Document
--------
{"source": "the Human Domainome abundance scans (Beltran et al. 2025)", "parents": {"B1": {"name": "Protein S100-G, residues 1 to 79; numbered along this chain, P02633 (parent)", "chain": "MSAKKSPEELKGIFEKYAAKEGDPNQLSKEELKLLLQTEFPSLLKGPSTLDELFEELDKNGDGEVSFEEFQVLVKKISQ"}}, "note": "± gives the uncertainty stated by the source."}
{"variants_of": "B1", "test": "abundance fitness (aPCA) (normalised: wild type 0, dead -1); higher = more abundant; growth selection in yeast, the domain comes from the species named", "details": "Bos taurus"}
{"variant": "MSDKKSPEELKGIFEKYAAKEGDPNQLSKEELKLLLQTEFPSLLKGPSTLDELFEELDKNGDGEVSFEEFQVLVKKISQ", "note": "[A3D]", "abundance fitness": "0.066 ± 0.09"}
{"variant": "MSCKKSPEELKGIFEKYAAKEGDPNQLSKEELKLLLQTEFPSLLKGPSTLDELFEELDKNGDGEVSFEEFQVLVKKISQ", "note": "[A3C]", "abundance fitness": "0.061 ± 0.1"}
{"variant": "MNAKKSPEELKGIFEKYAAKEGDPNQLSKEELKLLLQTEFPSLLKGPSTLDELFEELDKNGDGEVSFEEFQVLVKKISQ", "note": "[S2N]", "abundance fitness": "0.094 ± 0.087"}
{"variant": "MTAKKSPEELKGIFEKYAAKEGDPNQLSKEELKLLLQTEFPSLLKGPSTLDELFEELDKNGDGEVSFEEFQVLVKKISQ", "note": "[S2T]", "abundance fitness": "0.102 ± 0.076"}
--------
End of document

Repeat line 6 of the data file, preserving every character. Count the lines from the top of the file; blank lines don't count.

{"variant": "MTAKKSPEELKGIFEKYAAKEGDPNQLSKEELKLLLQTEFPSLLKGPSTLDELFEELDKNGDGEVSFEEFQVLVKKISQ", "note": "[S2T]", "abundance fitness": "0.102 ± 0.076"}